Dad and Denis were both born in south London, although Denis moved to Yorkshire when he was very young. Both were communists in their youth, Denis in the debating rooms of Oxford, my Dad on the streets of London, fighting the Blackshirts. They were both in the Royal Engineers during the war; Healey serving with distinction in North Africa and Italy, while Dad was part of the ill-fated British Expeditionary Force evacuated from Dunkirk in 1940, and later took part in the D-Day landings. (Incidentally, both were initially posted to different railway operating companies, and Dad thought he might have run into Denis during a stopover at Swindon in 1940 — Healey’s memoirs do mention a rather pointless posting in the Wiltshire railway town around that time, so it is possible). In their post-war careers, both had cause to visit the Soviet Union several times and were very unimpressed (but quite often amused) by what they saw there.

Of course, in many ways they were very different lives: Dad never went to Oxford and never became Chancellor (although he would’ve made a good foreign secretary in the Ernie Bevin mould, I think). Dad was a modest and private man, whereas Healey loved public attention and was famously arrogant, even if he had quite a lot to be arrogant about. But the fact they had much in common is important. When I was a kid, Harold Wilson’s cabinet didn’t seem like remote figures from another world; they seemed like people Dad might know, might work with, might drink with. It’s hard to imagine someone from my Dad’s background today feeling they had much in common with George Osborne or Alistair Darling.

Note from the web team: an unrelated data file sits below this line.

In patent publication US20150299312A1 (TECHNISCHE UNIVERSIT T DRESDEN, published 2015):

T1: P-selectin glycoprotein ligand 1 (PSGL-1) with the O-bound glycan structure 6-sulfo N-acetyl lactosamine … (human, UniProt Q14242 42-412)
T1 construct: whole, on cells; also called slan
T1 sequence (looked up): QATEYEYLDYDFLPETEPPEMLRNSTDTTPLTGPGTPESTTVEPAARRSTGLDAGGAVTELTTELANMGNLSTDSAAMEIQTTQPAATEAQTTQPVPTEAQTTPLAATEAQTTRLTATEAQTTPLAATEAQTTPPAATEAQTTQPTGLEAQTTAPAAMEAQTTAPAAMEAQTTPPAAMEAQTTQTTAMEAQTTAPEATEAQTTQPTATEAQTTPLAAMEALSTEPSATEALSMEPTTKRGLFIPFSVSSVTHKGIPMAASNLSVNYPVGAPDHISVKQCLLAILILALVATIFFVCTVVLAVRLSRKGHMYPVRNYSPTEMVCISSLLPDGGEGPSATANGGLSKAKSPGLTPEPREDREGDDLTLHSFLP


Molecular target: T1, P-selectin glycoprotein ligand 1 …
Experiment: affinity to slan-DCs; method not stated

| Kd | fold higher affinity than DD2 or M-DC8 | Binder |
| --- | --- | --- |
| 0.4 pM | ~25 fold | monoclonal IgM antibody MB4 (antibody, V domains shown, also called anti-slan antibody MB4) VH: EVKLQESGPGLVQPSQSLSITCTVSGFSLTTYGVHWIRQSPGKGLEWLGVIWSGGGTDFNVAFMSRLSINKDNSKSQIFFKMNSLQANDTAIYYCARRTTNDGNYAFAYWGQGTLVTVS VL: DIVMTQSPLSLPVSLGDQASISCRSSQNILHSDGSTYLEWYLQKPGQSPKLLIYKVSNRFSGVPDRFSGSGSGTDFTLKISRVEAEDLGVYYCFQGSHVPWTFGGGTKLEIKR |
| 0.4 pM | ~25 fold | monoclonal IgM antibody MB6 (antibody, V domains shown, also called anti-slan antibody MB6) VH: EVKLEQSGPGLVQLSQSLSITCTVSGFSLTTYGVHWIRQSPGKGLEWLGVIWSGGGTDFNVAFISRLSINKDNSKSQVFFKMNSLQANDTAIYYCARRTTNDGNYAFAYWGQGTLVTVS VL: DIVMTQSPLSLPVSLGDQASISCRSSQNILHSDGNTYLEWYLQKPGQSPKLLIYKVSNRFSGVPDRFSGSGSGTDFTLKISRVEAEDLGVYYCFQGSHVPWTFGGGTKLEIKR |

There was something special in the outlook of that generation, a set of attitudes that came naturally to them but which prove elusive to politicians (and people in general) today: a seamless blending of principle and pragmatism; that pig-headed “can-do” attitude to tackling problems; an unimpeachable patriotism, rooted in love of the British people rather than a flag or a monarch; a profound suspicion of ideology; and, most importantly, a really powerful sense of common purpose.

And let’s be honest — they did enjoy a good crisis. They loved the buzz of high-pitched activity, the feeling that you were playing for high stakes, and that everyone had a part to play in getting out of a hole. If they said “we’re all in this together”, they meant it — and “this” was usually the brown stuff. They had quite a taste for the good life too; if you had a chance of a share of the pie, however fleeting, you grabbed it with both hands — and then asked for more. All this was accompanied by plenty of gallows humour and a love for childish pranks, dirty jokes and silly songs. And, of course, everything was done in a haze of (shared) alcohol and cigarette smoke.